ERIC Number: ED148989
Record Type: RIE
Publication Date: 1977-Jan
Reference Count: 0
Reviewing a Decade of School Desegregation. 1966-1975. Report of a National Survey of School Superintendents.
Williams, John; And Others
This study presents both demographic data and superintendents' reports of the processes and consequences of school desegregation for a nationally representative body of 1,292 school districts. The major analytic variable of the study is the nature and timing of steps to desegregate. The major conclusion that emerges is that desegregation actions taken from 1966 through 1975 were effective in achieving wide reductions in the isolation of racial and ethnic minorities within numerous school districts. The conclusion holds true for districts integrated under court order, those that desegregated under HEW pressure, and those that desegregated under state or locally developed pressure. While actions to desegregate were most heavily concentrated in the South and border states, such actions were also common in the northern and western states. Means employed to integrate schools included both reassignment and busing of students. Statistical data presented provides a means for assessing the actual impact of individual aspects of desegregation, including the reduction of segregation within districts, the withdrawal of white students, and the extent of disruptions which occurred. A section on research methodology is appended. The questionnaire administered to superintendents of the districts studied is included. (Author/GC)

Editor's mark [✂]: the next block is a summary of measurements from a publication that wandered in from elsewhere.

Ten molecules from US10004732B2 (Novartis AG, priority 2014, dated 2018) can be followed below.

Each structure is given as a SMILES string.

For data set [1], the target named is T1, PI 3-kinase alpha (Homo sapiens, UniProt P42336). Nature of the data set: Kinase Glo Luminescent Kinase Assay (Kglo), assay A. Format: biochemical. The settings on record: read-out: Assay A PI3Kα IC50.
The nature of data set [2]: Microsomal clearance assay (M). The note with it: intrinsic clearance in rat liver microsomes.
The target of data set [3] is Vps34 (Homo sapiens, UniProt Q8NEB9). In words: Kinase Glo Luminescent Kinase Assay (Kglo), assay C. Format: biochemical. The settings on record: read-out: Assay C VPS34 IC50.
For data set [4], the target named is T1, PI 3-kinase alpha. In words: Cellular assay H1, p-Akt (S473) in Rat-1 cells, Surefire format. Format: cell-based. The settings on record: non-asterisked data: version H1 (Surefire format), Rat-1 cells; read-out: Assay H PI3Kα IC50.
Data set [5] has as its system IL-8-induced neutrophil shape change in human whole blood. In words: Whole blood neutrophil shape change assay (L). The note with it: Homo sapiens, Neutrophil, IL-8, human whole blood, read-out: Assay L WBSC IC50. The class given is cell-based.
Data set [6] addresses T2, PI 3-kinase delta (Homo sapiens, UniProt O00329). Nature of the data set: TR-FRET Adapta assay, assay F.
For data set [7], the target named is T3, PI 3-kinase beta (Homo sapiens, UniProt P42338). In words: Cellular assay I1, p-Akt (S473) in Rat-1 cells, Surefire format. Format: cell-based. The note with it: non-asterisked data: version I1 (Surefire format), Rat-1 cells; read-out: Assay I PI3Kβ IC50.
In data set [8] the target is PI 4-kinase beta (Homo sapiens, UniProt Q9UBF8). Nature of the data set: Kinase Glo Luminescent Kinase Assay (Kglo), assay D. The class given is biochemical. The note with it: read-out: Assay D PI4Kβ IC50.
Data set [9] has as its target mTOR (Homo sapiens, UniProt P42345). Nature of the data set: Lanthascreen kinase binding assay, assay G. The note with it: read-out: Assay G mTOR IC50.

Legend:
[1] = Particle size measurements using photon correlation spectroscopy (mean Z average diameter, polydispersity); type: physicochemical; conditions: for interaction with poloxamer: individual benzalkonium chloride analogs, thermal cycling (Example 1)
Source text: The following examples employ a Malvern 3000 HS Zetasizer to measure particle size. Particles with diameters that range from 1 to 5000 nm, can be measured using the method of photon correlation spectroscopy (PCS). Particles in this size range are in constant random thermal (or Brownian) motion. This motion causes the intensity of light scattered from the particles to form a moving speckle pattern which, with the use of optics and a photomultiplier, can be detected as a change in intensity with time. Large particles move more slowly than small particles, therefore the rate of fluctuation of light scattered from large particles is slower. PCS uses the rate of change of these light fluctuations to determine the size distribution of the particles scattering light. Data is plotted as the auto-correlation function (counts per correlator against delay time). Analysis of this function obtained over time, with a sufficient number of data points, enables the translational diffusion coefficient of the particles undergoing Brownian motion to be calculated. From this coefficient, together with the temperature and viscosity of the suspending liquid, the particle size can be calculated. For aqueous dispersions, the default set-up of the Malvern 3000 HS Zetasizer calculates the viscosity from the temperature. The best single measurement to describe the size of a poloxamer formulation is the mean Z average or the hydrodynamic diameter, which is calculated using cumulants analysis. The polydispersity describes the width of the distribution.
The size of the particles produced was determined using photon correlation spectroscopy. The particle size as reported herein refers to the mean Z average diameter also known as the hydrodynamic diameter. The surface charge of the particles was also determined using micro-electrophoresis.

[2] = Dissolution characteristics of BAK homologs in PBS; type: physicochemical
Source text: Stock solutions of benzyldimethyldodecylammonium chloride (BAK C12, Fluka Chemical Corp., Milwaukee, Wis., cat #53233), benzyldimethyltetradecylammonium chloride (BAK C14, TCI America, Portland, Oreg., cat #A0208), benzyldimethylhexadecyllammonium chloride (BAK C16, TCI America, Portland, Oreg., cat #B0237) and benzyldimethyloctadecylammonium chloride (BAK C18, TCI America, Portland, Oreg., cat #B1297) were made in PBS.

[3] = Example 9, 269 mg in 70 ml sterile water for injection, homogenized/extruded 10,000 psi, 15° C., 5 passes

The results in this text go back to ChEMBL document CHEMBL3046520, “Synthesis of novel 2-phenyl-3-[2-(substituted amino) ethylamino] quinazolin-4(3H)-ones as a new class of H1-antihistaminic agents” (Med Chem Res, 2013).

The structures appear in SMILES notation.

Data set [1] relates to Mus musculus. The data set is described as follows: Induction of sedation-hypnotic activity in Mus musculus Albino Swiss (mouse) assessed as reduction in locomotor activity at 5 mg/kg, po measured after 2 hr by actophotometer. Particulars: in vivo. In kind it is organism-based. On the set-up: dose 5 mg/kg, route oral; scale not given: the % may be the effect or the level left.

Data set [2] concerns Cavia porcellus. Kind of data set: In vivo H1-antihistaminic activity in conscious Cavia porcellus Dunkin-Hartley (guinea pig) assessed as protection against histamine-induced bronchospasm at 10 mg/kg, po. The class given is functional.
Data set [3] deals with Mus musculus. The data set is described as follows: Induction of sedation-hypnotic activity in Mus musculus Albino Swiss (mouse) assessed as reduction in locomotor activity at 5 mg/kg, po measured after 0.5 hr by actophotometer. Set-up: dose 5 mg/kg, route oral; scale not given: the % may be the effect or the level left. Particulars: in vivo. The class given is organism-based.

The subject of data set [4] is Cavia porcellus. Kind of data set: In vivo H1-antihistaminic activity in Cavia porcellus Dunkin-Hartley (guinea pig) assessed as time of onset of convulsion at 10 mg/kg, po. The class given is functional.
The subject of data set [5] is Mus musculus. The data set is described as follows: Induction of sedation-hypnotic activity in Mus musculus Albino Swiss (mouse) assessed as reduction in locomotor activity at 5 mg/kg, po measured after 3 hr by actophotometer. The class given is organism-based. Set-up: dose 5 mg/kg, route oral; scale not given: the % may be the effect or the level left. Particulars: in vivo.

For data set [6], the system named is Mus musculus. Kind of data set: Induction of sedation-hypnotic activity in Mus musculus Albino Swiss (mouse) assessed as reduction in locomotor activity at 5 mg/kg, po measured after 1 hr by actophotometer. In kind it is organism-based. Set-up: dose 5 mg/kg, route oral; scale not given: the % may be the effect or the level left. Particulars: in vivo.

Publication Type: Reports - Research
Education Level: N/A
Authoring Institution: Commission on Civil Rights, Washington, DC.